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LATimes Unimpressed by Van Zweden


by Jerome Weeks 20 Apr 2010

Last weekend was the DSO conductor’s debut with the LA Philharmonic at Disney Hall. To introduce him, critic Richard S. Grinell recounted the DSO’s “love at first sight” experience with van Zweden, comparing it the LA’s own rapturous, quicky romance with Gustavo Dudamel. But at least, Grinell sniffs, the LA Phil was much more circumspect. […]

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Last weekend was the DSO conductor’s debut with the LA Philharmonic at Disney Hall. To introduce him, critic Richard S. Grinell recounted the DSO’s “love at first sight” experience with van Zweden, comparing it the LA’s own rapturous, quicky romance with Gustavo Dudamel.

But at least, Grinell sniffs, the LA Phil was much more circumspect. Dudamel had two performances in LA before everyone rushed to the altar to get hitched. Practically jilted the man, it would seem.

In any event, the evening’s menu was the Cyrano de Bergerac overture by Johan Wagenaar, the Brahms Fourth and Rach’s One (not the over-played Rach Two or Three piano concertos),  plus a couple of encores for pianist Simon Trpceski. Somebody must have liked what they heard.

But while Van Zweden was getting an energetic response from the Philharmonic all night, that didn’t translate into a memorable Brahms Fourth Symphony, which was mostly loud and unwavering in dynamics. There was a sense of pressing too relentlessly ahead, even though the tempos weren’t all that fast; it needed more tension and release, and a stronger rhythmic base.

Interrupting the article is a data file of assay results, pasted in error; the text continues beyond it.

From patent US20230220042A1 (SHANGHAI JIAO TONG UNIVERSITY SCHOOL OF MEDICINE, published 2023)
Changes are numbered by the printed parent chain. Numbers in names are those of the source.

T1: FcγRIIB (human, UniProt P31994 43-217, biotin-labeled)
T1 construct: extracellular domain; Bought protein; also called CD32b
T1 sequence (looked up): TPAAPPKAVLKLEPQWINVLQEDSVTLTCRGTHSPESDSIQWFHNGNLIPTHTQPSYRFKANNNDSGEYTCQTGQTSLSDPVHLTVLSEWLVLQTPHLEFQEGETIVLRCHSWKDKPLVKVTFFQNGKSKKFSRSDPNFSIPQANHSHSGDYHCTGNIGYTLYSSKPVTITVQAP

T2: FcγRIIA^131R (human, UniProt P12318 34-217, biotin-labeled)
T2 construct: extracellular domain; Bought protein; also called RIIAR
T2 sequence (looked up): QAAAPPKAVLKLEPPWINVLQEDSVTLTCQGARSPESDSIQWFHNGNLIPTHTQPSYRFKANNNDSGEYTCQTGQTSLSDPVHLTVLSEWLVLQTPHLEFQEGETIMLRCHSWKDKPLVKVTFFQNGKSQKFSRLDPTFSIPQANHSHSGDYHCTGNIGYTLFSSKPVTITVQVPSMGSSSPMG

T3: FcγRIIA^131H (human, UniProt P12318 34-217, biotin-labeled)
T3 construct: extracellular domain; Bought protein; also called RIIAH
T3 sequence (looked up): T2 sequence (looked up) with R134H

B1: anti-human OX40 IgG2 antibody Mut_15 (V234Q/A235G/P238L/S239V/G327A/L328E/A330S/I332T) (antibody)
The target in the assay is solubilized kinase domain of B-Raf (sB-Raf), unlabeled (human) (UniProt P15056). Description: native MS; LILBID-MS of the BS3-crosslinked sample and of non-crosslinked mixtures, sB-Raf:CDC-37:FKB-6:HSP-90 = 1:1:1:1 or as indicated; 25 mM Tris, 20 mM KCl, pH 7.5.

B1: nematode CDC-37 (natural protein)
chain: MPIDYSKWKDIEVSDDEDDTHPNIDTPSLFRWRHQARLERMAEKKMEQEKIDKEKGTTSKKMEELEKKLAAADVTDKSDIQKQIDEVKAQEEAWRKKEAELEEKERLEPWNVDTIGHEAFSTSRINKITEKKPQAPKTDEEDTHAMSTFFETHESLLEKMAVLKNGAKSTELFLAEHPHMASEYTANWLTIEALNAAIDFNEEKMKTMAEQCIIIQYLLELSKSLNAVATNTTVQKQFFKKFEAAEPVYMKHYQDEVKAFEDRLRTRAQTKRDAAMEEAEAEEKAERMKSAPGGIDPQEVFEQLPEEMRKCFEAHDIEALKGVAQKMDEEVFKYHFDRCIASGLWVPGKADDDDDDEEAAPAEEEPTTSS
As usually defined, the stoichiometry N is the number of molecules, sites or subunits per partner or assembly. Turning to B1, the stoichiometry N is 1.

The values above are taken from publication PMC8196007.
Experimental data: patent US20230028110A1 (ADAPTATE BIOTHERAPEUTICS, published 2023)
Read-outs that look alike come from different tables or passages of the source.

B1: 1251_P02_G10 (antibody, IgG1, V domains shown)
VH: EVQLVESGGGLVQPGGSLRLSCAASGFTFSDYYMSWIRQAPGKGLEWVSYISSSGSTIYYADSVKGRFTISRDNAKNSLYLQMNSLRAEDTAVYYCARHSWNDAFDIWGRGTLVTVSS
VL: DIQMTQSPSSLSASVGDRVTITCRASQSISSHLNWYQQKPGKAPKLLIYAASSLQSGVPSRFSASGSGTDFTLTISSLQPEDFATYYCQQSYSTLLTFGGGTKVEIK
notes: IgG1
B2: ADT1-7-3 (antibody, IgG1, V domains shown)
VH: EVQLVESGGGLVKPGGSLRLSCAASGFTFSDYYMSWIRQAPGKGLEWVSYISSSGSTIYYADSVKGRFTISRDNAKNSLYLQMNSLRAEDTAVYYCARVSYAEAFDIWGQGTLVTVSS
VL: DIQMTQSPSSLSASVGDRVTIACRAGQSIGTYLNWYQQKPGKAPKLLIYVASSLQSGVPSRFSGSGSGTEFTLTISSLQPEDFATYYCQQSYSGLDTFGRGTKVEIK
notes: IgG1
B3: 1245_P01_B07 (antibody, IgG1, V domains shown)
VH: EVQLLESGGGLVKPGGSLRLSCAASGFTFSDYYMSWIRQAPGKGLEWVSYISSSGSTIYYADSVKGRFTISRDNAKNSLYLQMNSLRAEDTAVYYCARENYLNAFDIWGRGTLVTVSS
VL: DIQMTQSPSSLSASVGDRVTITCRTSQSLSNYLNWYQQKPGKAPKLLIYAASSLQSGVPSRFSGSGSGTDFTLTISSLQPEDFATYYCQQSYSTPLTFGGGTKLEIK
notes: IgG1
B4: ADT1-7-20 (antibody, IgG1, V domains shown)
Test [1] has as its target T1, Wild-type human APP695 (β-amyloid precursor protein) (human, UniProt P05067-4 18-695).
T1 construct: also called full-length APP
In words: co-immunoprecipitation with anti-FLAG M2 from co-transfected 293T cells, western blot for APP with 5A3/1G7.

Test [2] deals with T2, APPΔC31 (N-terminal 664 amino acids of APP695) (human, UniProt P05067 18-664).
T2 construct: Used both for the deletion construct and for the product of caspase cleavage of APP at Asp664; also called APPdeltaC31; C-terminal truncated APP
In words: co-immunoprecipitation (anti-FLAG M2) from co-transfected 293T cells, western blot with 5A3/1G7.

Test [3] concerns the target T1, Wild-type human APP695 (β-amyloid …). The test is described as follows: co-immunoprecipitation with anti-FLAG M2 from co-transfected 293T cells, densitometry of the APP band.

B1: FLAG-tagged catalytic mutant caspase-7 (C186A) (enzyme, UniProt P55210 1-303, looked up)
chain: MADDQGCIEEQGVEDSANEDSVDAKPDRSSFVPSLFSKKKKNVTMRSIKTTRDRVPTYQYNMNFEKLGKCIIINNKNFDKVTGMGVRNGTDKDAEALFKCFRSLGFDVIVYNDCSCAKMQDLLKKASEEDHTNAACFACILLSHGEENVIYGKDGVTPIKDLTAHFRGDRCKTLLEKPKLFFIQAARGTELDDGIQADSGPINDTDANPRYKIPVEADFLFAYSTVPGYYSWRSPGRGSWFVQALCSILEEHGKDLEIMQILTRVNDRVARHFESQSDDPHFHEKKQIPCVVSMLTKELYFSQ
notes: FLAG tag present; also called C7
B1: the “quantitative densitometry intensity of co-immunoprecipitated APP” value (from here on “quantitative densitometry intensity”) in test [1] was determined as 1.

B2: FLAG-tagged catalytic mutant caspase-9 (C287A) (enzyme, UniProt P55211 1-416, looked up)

In addition, Grinell didn’t like van Zweden’s  “muscular, jerking, kinetic gestures” and thinks the conductor comes across “menacing” in his photos.

No word on the shoes van Zweden wore, though. Or the fact that the man never seems to wear a tie. Rather amazing they even let him in the door at Disney Hall.

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  • Scott Cantrell

    I, of course, wasn’t at that performance. And I haven’t always agreed with Jaap’s tempos and dynamics. But, judging from what I’ve seen and heard on recordings, I’ll take Jaap any day over Dudamel. Dudamel has better hair, but his performances I’ve seen/heard–none live, admittedly–seem all about fussing over every little detail without any sense of overall form or trajectory. Jaap is a far more sophisticated musician.